Creations and Redemptions in Fixed-Income Exchange-Traded Funds: A Shift from Bonds to Cash

Introduction

Fixed-income exchange-traded funds (FI-ETFs) typically create and redeem the bulk of their shares in kind. In-kind transactions consist of exchanging ETF shares for baskets of bonds instead of cash. The ability to create and redeem shares in kind is valuable to ETF investors because it transfers the liquidity risk from the ETFs to the authorized participants (APs), which are typically financial institutions. Consequently, FI-ETFs are not subject to the risk of redemption runs present in less-liquid bond mutual funds (Arora et al. 2019; Chen, Goldstein and Jiang 2010).

In this note, we document a shift in the nature of the creation and redemption activity of FI-ETFs listed in the United States. Using novel data from the US Securities and Exchange Commission (SEC), we find that young FI-ETFs managed by new issuers tend to create their shares almost exclusively in cash. In contrast, older funds of established issuers do most of their creation activity in kind.

The shift toward creations in cash is significant. We find that, in 2018:

  • 50 percent of FI-ETFs created most of their shares in cash.
  • 18 percent of the total market value of FI-ETF creations was done in cash.

Funds that create in cash are more likely to hold less-liquid assets or to be actively managed by new issuers (i.e., they are more likely to seek to outperform an index). Our findings suggest that creating in cash is done more often when:

  • it is more difficult to quote and trade the underlying assets
  • an active fund has incentive to keep information about its holdings private
  • a new issuer launches a fund in a market that is more competitive than before

Because most of the FI-ETFs that have created in cash are young and did not report any redemptions in 2018, it is too early to precisely estimate the aggregate level of redemption activity done in cash. However, we find that among those that did report redemptions in 2018, 80 percent of FI-ETFs that created shares in cash also redeemed in cash. Cash redemption is therefore likely to be of a similar magnitude as cash creation.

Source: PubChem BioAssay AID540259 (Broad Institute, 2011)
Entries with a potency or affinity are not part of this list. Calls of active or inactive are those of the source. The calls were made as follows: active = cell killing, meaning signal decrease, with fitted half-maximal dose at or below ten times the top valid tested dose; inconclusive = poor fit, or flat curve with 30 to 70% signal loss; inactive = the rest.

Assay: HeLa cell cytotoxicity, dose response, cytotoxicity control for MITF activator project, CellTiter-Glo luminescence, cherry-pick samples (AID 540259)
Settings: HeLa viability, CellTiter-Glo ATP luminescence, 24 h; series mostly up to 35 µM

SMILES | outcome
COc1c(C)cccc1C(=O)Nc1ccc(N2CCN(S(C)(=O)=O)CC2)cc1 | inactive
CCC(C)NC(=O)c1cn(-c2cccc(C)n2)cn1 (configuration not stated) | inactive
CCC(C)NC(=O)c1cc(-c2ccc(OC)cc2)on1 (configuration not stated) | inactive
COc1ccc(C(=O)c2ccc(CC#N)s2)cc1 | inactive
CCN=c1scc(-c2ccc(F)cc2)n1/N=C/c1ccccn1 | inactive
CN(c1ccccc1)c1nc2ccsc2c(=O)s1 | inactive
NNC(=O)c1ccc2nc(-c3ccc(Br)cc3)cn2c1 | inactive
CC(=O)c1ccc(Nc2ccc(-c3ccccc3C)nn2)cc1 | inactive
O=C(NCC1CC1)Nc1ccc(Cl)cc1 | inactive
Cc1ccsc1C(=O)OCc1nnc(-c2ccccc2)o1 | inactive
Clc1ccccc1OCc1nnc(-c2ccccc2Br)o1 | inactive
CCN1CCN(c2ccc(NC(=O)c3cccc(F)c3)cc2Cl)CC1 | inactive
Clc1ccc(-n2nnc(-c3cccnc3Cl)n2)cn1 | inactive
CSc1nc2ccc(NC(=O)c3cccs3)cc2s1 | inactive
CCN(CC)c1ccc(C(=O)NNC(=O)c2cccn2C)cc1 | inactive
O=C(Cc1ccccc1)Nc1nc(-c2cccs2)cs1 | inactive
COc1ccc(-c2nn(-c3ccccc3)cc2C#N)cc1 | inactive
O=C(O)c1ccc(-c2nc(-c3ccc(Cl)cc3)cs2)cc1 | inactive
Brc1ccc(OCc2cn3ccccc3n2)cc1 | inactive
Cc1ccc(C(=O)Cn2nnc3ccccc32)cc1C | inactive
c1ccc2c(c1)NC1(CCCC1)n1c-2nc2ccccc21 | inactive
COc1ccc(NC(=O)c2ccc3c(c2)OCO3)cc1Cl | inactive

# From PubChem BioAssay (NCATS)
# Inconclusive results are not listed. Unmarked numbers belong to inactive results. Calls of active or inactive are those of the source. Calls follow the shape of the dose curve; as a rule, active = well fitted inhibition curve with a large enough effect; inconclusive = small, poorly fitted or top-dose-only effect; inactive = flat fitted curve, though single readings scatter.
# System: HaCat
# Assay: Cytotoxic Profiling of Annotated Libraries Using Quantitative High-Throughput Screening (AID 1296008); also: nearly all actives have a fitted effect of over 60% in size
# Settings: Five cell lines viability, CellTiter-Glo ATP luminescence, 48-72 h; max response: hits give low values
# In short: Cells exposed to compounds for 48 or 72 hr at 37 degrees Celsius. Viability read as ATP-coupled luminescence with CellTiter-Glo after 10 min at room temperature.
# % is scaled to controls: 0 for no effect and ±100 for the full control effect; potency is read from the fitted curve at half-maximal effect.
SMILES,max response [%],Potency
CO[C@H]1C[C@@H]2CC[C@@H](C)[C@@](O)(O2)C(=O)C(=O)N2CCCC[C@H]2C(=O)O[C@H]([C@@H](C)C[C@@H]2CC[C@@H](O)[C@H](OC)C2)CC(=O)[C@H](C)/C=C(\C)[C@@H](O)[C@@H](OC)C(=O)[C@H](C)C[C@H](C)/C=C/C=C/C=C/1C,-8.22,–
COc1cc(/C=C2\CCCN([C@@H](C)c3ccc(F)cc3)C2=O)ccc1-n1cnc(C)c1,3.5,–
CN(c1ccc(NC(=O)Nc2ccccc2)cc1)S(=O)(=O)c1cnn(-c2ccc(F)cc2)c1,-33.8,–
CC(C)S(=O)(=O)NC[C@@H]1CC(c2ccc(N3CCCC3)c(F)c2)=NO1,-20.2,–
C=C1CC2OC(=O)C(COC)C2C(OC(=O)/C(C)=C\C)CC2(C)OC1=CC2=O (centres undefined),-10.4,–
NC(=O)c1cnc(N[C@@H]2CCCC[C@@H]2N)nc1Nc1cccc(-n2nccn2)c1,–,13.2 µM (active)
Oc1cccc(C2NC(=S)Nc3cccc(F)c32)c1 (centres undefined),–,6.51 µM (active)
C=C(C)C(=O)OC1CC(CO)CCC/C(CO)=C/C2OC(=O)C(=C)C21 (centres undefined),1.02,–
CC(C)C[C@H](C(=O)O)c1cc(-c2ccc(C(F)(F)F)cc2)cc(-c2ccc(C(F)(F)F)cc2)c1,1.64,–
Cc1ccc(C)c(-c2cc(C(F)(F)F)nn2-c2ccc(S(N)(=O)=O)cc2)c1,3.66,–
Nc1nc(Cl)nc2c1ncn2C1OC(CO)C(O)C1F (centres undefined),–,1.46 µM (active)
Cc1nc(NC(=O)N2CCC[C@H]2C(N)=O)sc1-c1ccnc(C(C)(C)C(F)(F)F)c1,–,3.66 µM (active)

The shift toward cash transactions implies that new funds are taking on exposure to liquidity risk (Pagano, Sánchez Serrano and Zechner 2019). Like bond mutual funds, FI-ETFs are now responsible for buying and selling bonds in the market and therefore need to manage the liquidity of their holdings.

Our findings suggest that the liquidity risk mitigating effects of the in-kind mechanism may be weakened as new FI-ETFs choose to create and redeem shares exclusively in cash (Anadu et al. 2018). Cash-only creations and redemptions in FI-ETFs thus warrant continued monitoring, and further analysis is needed to assess the implications for financial stability.

We take note of the new ETF rule adopted by the SEC in September 2019. One objective of this rule is to make the in-kind model more accessible for the funds. Going forward, it will be interesting to see whether the implementation of this rule will soften or end the shift toward cash.

How important are cash creations to FI-ETFs?

To answer this question, we use new data on FI-ETFs from the SEC’s Form N-CEN. Our sample of 294 funds for 2018 covers more than 84 percent, in terms of both number and size, of US-domiciled FI-ETFs (Table 1). The data provide information about the dollar value of creations and redemptions done in cash and in kind for every FI-ETF.

Table 1: FI-ETF market coverage from our sample in 2018

Sample US FI-ETF market Sample coverage (percent)
Number of FI-ETFs 294 348 84
Value of FI-ETFs (US$ billions) 603 627 96

Sources: US Securities and Exchange Commission Form N-CEN and Morningstar Direct

We classify FI-ETFs that did more than 50 percent of their creation activity in cash as “cash” funds and all other funds as “in-kind” funds. Twenty funds did not report any creations in 2018 and are therefore excluded from our analysis. Chart 1 highlights two points about the importance of cash creations in 2018:

  • The panel on the left shows that cash funds account for more than 50 percent of FI-ETFs.
  • The panel on the right shows that 18 percent of the total market value of FI-ETF creations was done in cash.

Chart 1: Cash creations are significant

Chart 1: Cash creations are significant